What says “holidays” better than food, family and friends — especially if that food includes all the Christmas cookies you ever wanted to eat? This year my cooking club, the Gingers (Girls In Need of Gourmet Experience Really Soon), came to my house for lunch and a cookie exchange. I went with red and white and borrowed my mom’s Christmas tableware (thanks, Mom!) for an easy meal of soup, cheese, crackers and muffins. (And, by the way, I have a great soup recipe: Find a caterer or restaurant who makes excellent soup and become a regular and valued customer. Works every time.) Then it was time to distribute our cookie choices. Yum!!! Just imagine having six people each give you a dozen of the most delicious Christmas cookies you’ve ever tasted — unbelievable. We all agreed this definitely will be an annual event for us. And in honor of the Gingers coming to my house, I put up a cooking table-top tree for them. It wasn’t difficult to find miniature decorations for it — for some reason, many of the ornaments I have for our big tree revolve around food and drink. Go figure. I had some vintage cooking utensils from my mom’s antiques shop and other leftovers from when the Gingers decorated a 15-footer for the annual Christmas-tree display at our local arts center a couple years ago, so the little cooking tree came together easily. The only downside is it makes me hungry every time I look at — but that’s not a problem when you have a practically endless supply of cookies in the house.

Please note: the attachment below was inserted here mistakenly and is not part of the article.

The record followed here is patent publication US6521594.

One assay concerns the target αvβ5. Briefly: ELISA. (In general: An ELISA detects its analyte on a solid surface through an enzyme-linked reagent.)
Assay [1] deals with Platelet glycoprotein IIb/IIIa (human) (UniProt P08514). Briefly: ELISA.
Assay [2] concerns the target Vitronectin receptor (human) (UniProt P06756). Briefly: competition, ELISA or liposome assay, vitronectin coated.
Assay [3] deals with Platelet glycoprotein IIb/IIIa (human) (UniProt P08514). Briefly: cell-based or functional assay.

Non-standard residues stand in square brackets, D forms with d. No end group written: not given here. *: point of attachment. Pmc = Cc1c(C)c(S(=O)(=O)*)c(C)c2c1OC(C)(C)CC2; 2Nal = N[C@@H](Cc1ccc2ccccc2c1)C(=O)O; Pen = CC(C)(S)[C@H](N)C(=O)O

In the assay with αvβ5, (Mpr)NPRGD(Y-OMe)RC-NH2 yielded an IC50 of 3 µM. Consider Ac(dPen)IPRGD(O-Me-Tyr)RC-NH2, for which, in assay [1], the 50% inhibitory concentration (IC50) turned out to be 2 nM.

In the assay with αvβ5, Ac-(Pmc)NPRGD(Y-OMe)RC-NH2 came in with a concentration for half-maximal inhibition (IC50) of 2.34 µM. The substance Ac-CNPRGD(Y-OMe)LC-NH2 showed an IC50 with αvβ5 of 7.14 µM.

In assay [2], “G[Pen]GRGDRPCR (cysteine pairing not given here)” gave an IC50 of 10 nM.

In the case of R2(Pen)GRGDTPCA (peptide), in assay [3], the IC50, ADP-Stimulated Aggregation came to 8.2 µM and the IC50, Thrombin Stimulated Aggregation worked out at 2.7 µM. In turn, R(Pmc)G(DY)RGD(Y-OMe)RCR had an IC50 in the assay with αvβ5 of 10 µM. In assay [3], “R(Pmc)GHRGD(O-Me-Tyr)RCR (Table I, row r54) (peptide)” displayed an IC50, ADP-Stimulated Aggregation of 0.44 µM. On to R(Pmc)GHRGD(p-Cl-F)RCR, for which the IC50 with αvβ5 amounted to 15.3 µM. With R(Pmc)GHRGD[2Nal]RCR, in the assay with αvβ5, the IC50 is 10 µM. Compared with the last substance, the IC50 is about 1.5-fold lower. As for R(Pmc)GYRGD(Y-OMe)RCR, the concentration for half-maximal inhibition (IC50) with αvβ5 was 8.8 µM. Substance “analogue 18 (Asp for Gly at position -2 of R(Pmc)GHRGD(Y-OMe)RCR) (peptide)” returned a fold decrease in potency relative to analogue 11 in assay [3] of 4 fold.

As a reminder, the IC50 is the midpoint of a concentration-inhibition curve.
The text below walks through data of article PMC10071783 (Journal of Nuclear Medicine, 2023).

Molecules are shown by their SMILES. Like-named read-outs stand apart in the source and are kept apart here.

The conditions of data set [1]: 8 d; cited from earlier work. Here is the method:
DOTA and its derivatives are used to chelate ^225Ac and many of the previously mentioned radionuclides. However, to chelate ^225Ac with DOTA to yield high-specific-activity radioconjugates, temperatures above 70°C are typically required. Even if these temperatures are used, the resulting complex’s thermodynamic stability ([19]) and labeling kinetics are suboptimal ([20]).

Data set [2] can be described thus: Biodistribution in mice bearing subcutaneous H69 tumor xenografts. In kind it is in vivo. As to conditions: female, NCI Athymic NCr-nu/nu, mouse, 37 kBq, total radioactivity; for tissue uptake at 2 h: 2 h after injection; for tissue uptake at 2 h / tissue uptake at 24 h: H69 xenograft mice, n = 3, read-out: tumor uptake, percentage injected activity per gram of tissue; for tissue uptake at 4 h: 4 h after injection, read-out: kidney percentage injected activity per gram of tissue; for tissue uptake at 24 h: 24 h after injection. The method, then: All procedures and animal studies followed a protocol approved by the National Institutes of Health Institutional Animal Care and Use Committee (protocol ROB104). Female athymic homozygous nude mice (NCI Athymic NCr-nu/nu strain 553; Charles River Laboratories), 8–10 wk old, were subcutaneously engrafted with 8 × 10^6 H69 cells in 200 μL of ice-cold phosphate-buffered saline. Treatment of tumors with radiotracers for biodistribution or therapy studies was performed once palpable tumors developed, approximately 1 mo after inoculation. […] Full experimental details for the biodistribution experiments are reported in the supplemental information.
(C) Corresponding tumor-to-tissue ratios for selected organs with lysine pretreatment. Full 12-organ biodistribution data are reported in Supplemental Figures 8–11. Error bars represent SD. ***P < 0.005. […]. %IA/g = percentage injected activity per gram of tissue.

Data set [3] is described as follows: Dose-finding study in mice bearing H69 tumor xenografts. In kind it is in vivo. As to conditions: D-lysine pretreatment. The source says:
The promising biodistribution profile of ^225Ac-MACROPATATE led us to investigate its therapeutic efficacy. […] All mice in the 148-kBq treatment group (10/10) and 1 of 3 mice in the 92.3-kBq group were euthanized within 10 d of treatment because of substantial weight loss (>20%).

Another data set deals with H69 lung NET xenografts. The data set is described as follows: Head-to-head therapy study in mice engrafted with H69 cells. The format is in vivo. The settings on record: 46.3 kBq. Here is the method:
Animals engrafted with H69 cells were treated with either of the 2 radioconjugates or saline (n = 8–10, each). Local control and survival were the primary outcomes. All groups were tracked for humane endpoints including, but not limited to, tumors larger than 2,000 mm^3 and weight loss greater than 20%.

Has this holiday ribbon made it to your town yet? Everywhere I go in my usual family-and-friends route through Alabama, Mississippi and Tennessee, I see it. This super-wide bendable mesh is the latest thing to hit Christmas decorating since the invention of inflatable yard snow-globes — at least around here. Folks are decking their halls, mailboxes, wreaths, garlands, trees, lamp posts and even presents with it. I love it — it seems so bright and festive and cheerful — and I would join in except I spent major $$$ a few years ago on going all gold and white for our outdoor Christmas decor and I imagine that my dear and darling husband would not take kindly to a major redo. But it’s tempting. I tend to overhaul all our outdoor Christmas decor every several years or so. The current white and gold replaced a symphony of gorgeous metallic purples, reds, golds and greens that I was in love with but my children cringed every year and heaved ponderous sighs about living with circus decorations. And in its full glory, the white and gold isn’t much better — when I put everything out in its originally intended spot, the house takes on a sort of puffy Victorian fairy-tale look that really has nothing in common with anybody who lives inside it. Consequently, I pare it down to the bare essentials of a couple wreaths, some mailbox decor and a few bows here and there — leaving many $$$ worth of wreaths, garlands and ribbons packed up and unused. But do not tell the husband, please. Our secret???